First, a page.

Fall Work and a Fall…
- August 24, 2015
- Jenn Zeller
Of all the jobs there are to do on the ranch, working cattle, horseback, has to be my favorite. Fall and Winter provide no shortage of opportunities to ride, which makes this cowgirl extra happy, and happy is my default setting, y’all. One of the reasons we choose to work our cattle horseback is because it makes our horses better. But, that’s not the only reason.
When you’re horseback, the interactions between the cow and the person moving them can be more thoughtful. We like to give our cows the opportunity to find the path of least resistance — same with the kids, dogs, and the horses we train around here. Make the right thing easy and the wrong thing difficult. Give the cow a moment to think and a place to go, and she’ll find it, without getting all wound up.
You can do less to move your cows when you’re horseback. I’m up close and personal to them, and it allows me the chance to take small, baby-steps on my horse, into their flight zone, thus offering them the chance to move away quietly. Being closer to them also helps me practice my awareness in all situations, because I am better able to read the cow, and help her along, so she doesn’t feel like she’s being chased. Also, It’s easier to make lateral movements on a horse than it is an ATV. Lateral movements not only make my horses better, but they allow the cow a chance to move ever so slightly, teaching them to “bend” as opposed to simply going straight – to left – to right.
Because of our thoughtful way of going we can call neighbors at the very last minute to come help out around here, which was the case when we ended up preg testing (last minute). Due to our ability to operate in a low-stress manner, three phone calls will bring help as soon as they can arrive.
No one is yelling at the cows.
No one is yelling at the help.
No one is waving a flag or paddle around.
You may be yelled to — so as to be heard over the cacophony of moos — but that’s different than being hollered at.
It’s our way of going — be thoughtful in every interaction you have.
When we threw together our last minute preg-testing shin-dig this year, Old Man Winter had moved in already — early, as usual — which meant a couple days of riding in the snow. Riding in the snow isn’t one of my favorite things to do, even if it does involve working cattle horseback! It does however, make me grateful for the fact that I’ve learned to be aware of my horse, his feet, and what the cattle are telling me. Because I’m thoughtful on a daily basis with any horse I ride, and in my interactions with every person or critter I come across, they trust me to be an effective leader. It’s easy to know that they’ll be with me should we get into a bind…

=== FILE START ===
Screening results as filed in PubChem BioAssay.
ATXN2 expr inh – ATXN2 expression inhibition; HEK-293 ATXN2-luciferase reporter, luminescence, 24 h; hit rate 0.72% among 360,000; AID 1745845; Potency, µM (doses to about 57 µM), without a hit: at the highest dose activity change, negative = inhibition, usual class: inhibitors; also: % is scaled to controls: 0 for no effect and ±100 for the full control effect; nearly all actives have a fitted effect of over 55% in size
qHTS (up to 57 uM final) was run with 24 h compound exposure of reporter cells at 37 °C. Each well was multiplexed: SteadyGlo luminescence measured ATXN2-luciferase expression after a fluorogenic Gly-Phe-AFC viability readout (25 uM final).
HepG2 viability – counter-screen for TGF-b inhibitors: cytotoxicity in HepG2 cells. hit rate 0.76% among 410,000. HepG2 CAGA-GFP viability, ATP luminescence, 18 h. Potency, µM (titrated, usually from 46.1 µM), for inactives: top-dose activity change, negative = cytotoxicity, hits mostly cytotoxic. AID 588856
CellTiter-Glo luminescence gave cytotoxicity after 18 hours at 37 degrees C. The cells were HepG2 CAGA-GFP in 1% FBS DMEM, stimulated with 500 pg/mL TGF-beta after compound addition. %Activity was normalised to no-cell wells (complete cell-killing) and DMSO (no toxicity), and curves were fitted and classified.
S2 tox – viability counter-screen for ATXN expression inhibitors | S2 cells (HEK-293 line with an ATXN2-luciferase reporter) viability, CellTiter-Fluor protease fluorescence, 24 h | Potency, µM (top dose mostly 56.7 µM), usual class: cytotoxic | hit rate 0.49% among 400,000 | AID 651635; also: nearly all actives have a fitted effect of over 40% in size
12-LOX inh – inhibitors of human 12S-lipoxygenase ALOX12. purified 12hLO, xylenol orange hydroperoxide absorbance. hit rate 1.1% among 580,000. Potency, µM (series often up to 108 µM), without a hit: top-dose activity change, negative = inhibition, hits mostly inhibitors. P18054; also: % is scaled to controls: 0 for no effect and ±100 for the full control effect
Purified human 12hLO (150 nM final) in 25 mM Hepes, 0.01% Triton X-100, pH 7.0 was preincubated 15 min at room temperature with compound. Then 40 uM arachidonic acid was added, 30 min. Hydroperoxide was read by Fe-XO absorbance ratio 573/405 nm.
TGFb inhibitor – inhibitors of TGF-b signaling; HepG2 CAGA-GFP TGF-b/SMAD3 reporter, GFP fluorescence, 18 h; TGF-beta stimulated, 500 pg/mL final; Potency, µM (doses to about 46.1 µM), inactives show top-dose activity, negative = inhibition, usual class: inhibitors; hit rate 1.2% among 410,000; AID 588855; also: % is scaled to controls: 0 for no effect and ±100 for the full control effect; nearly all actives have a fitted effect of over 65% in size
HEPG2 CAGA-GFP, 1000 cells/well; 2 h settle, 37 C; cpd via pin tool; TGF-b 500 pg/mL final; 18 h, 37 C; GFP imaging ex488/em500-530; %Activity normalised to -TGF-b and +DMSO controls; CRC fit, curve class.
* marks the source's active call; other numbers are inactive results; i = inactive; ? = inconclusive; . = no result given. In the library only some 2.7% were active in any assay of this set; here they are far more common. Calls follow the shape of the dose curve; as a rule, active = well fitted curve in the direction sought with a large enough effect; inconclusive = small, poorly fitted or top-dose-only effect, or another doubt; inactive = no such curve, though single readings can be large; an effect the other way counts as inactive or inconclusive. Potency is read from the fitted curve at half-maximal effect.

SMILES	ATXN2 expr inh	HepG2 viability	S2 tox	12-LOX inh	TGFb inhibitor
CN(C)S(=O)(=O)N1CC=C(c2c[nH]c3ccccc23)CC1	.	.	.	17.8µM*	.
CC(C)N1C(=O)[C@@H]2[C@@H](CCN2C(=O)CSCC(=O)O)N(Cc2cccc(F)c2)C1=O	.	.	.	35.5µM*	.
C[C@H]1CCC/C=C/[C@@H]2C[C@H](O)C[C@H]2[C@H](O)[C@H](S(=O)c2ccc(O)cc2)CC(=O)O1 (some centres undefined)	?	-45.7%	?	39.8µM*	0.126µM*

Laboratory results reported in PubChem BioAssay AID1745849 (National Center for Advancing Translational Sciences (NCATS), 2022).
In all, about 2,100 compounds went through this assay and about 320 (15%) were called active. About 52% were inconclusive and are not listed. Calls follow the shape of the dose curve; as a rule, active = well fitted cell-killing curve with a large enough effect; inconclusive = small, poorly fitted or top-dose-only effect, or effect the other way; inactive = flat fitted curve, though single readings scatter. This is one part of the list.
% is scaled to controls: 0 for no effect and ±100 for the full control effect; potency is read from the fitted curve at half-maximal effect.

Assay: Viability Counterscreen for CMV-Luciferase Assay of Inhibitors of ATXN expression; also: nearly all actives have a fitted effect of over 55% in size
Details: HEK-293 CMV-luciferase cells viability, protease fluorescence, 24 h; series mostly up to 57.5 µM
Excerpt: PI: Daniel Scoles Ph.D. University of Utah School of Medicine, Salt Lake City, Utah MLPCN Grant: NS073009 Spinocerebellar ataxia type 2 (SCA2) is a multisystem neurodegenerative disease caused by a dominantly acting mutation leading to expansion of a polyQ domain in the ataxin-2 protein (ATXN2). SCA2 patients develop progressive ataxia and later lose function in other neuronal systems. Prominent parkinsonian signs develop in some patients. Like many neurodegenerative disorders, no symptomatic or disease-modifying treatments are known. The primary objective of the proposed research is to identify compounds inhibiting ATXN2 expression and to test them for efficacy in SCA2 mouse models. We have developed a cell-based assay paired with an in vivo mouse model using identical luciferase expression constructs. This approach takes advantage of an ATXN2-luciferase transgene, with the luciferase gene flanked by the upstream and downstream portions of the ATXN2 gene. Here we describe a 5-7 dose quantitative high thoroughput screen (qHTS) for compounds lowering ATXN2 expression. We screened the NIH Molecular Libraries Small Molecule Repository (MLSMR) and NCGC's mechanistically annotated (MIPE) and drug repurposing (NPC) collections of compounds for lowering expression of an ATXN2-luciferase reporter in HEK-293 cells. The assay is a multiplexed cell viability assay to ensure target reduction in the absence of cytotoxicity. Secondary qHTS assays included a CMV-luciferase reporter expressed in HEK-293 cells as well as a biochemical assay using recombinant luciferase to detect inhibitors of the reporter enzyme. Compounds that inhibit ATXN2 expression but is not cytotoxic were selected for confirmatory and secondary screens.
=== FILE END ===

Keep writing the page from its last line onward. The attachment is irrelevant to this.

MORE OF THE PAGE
The day we moved the cows off of a river pasture, closer to home, I had to hustle my mount to get around them. It was chilly and the coming 4 year olds were really feeling good. I was headed, at a pretty good clip, down an icy, choppy, river bank to get around a group of cows going the wrong direction, when my horse stumbled and fell to his knees. Certain I was coming off over his head, I kept my wits about me and pushed myself back upright by using his neck to balance. I stayed calm, and he stayed calm, and with the help of our hired man, who showed up with impeccable timing, we got them turned and headed up the draw towards the rest of the group. If I had chosen to panic, and not been thoughtful about how I could best help my horse, I might have lost the entire group of cows and my horse because I’d have certainly come off.
During the gather, the morning of preg testing, I led my horse across what I thought was a solid spot to cross the creek and he ended up buried to his belly, struggling, to get to the other side. He busted his lip and cut his leg, in the icy, muddy bog while in the melee. Good thing I wasn’t on him or it might have been much worse! Never mind that we both ended up covered in mud! He still loves me and I won’t make that mistake again. While I feel terrible about where I chose to cross the creek, my horse came out the other side, relaxed and quiet, ready to allow me to mount up.
Had I been on him, the wreck would probably have been much worse, as the added weight might have actually gotten us stuck. I’m grateful I have a horse that will lead wherever I ask. That my friends, is not an accident. He got that way because I’m always considering what effect my body language has on him. Same with the cows — be aware of them before they’re aware of you and you’ll almost always be ahead of the game.
As harrowing as both those incidents were for me, they make me appreciate the good horses I’m blessed to ride, the good handling I’ve learned to provide to the critters on this outfit, and the forethought to find the positive in every situation. I’m not going to lie — I don’t mind Winter — even if it does mean riding might be dangerous. I’ve tried my best to build some rapport with my mounts, and the incidents above, proved to me that the relationship is a good one.
So, here’s to hoping that you have built good rapport with your horses, kids, cows, friends and neighbors. You can’t ever be too thoughtful in your interactions, so, I’ll leave you with this: Think before you speak, smile when you’re mad, and take a deep breath when you’re about to lose it!
*This article was originally published in the American Chianina Journal for January/February 2015.
About Jenn Zeller
Jenn Zeller is the creative mind and boss lady behind The South Dakota Cowgirl. She is an aspiring horsewoman, photographer, brilliant social media strategist and lover of all things western. After a brief career in the investment world to support her horse habit (and satisfy her...